And the Matt Harvey backlash has begun

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Remember yesterday’s Men’s Journal profile of Matt Harvey that contained some good tidbits about the Mets right-hander’s Derek Jeter-modeled dating life and fun-sounding family?

Well, apparently Harvey is experiencing a bit of a backlash to all the details he shared, because he just posted this on Twitter:

Which is a shame, because it was a good, interesting profile of a good, interesting athlete and mostly Harvey just came across as a 24-year-old becoming famous for the first time in New York. Most importantly, I’m just hoping that tweet doesn’t mean the part about his parents liking Tribe Called Quest was misreported.

UPDATE: Harvey expanded on his tweet, telling Andy Martino of the New York Daily News:

I said I wanted to be like Jeter in good ways. I used an example of how he probably goes out, but you never hear anything bad. I love watching Jeter because he played hard every single night and was a winner. When I moved to NYC, the respect for him grew, because I realized what the media was like.  And for him, he always stayed out of the bad media, making him a leader on and off the field.

This seems like a pretty lame controversy, even in the age of pretty lame controversies.

Report: Christian Yelich’s relationship with Marlins ‘irretrievably broken’

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Joe Longo, the agent of Marlins outfielder Christian Yelich, said his client’s relationship with the Marlins is “irretrievably broken,” ESPN’s Jerry Crasnick reports. He believes in the best interest of both Yelich and the Marlins to work out a trade before the start of spring training.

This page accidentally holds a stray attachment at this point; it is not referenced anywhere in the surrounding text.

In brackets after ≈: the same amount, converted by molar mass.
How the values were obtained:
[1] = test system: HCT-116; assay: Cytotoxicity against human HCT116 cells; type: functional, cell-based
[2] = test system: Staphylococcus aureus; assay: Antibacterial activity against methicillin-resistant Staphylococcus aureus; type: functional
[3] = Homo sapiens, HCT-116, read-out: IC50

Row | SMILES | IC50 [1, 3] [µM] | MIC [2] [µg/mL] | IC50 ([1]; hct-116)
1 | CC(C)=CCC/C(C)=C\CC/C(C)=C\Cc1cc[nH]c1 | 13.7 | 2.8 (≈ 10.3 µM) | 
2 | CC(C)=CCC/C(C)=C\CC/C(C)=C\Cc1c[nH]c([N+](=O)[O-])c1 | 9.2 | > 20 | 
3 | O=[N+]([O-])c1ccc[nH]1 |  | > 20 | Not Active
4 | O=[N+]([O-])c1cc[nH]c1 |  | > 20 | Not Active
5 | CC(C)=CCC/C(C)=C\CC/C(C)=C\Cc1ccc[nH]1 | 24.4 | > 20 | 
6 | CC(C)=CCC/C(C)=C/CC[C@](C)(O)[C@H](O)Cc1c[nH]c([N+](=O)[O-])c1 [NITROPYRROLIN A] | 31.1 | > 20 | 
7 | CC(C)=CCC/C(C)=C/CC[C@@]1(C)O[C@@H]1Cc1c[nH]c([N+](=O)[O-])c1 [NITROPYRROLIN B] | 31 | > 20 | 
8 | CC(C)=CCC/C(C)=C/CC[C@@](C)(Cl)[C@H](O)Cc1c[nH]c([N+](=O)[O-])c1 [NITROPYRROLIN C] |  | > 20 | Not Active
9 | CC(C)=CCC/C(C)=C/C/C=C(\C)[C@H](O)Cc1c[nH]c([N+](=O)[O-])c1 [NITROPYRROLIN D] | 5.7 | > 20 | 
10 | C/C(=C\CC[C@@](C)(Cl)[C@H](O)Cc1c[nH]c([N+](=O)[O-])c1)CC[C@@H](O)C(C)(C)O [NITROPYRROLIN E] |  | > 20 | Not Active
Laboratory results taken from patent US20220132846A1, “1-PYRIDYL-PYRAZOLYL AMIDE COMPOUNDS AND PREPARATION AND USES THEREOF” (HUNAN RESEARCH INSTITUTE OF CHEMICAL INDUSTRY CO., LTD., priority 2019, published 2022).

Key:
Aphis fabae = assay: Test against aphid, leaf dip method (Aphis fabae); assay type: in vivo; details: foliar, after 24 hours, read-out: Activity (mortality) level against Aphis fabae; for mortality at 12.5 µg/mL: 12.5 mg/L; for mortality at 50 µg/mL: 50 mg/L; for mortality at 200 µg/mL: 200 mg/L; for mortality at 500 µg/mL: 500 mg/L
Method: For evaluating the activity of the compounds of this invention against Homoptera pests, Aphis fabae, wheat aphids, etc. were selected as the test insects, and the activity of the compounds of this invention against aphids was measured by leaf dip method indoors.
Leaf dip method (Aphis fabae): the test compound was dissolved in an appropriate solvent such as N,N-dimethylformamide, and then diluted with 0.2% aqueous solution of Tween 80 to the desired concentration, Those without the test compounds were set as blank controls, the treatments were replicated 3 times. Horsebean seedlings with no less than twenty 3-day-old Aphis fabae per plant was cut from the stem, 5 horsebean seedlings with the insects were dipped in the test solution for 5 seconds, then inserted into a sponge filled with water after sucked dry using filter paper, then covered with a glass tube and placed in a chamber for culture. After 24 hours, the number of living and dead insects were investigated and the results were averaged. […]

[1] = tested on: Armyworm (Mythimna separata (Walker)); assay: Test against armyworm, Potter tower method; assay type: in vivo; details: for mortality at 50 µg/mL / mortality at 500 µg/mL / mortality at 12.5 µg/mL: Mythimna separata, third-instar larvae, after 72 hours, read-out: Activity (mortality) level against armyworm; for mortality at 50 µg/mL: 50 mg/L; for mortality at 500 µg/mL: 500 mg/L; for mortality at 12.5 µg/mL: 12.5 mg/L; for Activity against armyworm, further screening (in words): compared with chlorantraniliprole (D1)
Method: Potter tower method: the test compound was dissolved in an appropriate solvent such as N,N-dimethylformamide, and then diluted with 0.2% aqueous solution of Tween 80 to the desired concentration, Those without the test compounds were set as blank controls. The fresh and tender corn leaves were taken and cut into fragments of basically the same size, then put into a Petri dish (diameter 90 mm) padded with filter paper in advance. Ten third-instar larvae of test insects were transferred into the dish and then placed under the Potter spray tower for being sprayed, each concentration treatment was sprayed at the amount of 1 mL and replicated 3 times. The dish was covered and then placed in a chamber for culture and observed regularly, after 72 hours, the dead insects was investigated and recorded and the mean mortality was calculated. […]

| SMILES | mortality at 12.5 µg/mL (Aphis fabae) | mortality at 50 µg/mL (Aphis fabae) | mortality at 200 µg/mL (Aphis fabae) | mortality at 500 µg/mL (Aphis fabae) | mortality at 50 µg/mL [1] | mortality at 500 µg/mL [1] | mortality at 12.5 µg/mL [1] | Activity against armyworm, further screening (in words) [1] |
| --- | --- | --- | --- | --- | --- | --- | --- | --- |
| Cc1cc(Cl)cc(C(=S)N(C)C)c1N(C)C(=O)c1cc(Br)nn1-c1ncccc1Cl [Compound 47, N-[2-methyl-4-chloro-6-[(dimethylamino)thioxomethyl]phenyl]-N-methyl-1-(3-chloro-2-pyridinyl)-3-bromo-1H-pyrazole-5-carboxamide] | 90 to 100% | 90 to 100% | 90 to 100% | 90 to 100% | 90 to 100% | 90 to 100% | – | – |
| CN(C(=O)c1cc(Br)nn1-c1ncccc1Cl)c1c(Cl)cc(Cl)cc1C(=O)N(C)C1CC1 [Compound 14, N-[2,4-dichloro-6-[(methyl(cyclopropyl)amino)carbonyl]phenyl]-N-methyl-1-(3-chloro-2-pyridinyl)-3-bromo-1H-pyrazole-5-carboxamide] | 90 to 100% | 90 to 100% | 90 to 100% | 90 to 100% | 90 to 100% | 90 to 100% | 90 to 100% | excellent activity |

Longo said,

They have a plan. I respect that plan, but that plan shouldn’t include Christian at this point in his career. He’s in the middle of the best years of his career, and having him be part of a 100-loss season is not really where [we] want to see him going.

The relationship between player and team is irretrievably broken. It’s soured. He’s part of the old ownership regime. The new ownership regime needs to get new parts into this plan and move forward, and he needs to get on with his career where he’s got a chance to win. The big issue is him winning and winning now.

He loves the city of Miami. He loves the fans. He’s had nothing but a good experience in South Florida, and he feels sorry where they ended up. But I think having him report [to spring training] and attempting to include him moving forward is going to be uncomfortable for both sides. I don’t see how it’s going to work.

This certainly comes as no surprise considering the offseason the Marlins have had after installing new ownership, going from Jeffrey Loria to Bruce Sherman and Derek Jeter. The club traded All-Star outfielder Giancarlo Stanton, who hit 59 home runs last season, as well as Dee Gordon and Marcell Ozuna. As Crasnick notes, Yelich isn’t the only player to express disappointment with the Marlins’ current direction — J.T. Realmuto and Starlin Castro have as well.

Yelich, 26, signed a seven-year, $49.57 million contract extension with the Marlins in March of 2015. Given his career performance, that’s a bargain of a contract, which is why more than a handful of teams have inquired with the Marlins about him this offseason. Yelich finished the past season with a .282/.369/.439 triple-slash line along with 18 home runs, 81 RBI, 100 runs scored, and 16 stolen bases in 695 plate appearances.